So keep that all in mind this morning when we see Simon Peter. After Jesus gives a sermon, He orders Peter to let down his nets for a catch, after a long night of unsuccessful fishing. And before his eyes Jesus did a stunning miracle. Every fish in the lake was swimming into those nets, and filling the boat. So much so that the nets were breaking under the weight - the ships were sinking! It is at this moment, when Peter is knee-deep in fish, that he recognizes who is in his boat. So he throws himself down upon his knees, and prays, “Depart from me, O Lord, for I am a sinful man.”
Now, it’s a right prayer and a wrong prayer at the same time. It’s right in that he recognizes that this Jesus, in His boat, does miracles. He’s right to recognize that this truly is the Lord, for he calls him Lord. Peter’s right to recognize also the severity of his sin. To recognize that no sinner can stand in the presence of a holy God and live to tell about it, were is not for atonement, for payment, and forgiveness for one’s sins. But the prayer is wrong, dead wrong, for one important reason. He asked the Lord to depart from him. Lord, go away. I am too sinful to be near You.
Do you remember the prophet Isaiah? Remember when he stood before the Lord, seated on a throne, the train of His robe filling the temple. Remember the seraphim and the angels? Remember the earth shaking and temple filled with smoke? “Woe unto me!” Isaiah cried out before the presence of the Lord. “I am ruined! I am lost. For I am a man of unclean lips, and I live among a people of unclean lips, and my eyes have seen the King, the Lord Almighty.”
How did the Lord respond to that prayer? Well, an angel flew to Isaiah with a burning coal, taken from the altar, touched his lips, and proclaimed that Isaiah’s guilt was taken away, all his sins atoned for.
Peter also was well aware he was standing on holy ground. He prayed. He pleaded that the Lord would leave him. Why? Because his conscience was utterly terrified of his sins. You know that little phrase we say every Sunday morning when we gather: “I, a poor miserable sinner, confess unto you all my sins and iniquities with which I have ever offended You. And justly deserved Your temporal and eternal punishment.”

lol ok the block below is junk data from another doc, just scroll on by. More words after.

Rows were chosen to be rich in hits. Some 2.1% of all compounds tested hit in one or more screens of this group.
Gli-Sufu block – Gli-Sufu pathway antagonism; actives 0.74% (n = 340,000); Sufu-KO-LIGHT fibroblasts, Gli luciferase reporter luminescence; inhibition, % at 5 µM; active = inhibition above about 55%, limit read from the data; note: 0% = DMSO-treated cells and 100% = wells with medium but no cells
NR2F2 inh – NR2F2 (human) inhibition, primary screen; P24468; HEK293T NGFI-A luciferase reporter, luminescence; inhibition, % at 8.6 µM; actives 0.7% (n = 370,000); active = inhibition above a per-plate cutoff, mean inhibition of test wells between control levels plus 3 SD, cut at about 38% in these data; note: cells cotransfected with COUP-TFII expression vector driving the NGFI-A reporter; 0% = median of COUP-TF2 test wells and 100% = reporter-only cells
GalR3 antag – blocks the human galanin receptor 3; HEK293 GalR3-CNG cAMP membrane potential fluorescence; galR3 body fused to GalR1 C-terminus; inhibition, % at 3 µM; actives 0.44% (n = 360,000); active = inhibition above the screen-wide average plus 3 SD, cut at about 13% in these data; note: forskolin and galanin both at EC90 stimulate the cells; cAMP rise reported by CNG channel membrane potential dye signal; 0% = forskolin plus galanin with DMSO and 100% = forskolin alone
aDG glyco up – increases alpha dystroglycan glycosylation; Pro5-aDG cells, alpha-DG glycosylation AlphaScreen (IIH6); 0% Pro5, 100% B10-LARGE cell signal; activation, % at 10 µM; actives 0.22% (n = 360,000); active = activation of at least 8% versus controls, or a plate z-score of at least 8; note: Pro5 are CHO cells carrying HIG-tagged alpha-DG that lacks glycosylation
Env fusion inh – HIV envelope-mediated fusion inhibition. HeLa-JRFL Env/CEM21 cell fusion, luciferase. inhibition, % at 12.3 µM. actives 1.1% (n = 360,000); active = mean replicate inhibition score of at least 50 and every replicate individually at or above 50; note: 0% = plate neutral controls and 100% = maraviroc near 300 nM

Peter isn’t mouthing those words. He believes all that! He understands the law. He’s using it rightly. God knows his shady dealings at the fish market. He knows his secret sins. He knows the infidelities of Peter’s heart that afflict every fallen son of Adam. Faced with death, Peter sees the law in all of its absolute severity, what it brings - death, judgment, and condemnation. And yet in that moment we see that Peter is completely blind to the absolute severity of the Gospel! That he does not yet know.
But he will! Because at that moment of terror, confronted with death and hell, Jesus speaks the full message of the Gospel with these words: “Do not be afraid.” Don’t be afraid! Those are words of absolute comfort! In those little words comes the full message of the cross. Those are the words of the angels at the birth of Jesus. Don’t be afraid! Those are the words of Jesus on the day of His resurrection, when He stood up from the grave, having vanquished the power of sin, death, and hell by His atoning death. Don’t be afraid! That was the first sermon He preached on Easter Sunday.
Just as Isaiah’s sins were purged away by the sacrifice and fiery altar that anticipated Christ lying down on the altar of the cross – so are Peter’s sins all put away – paid in full by the death of Christ – and sealed by the empty tomb. Those words “Don’t be afraid” actually create and call to faith all those troubled by their sins.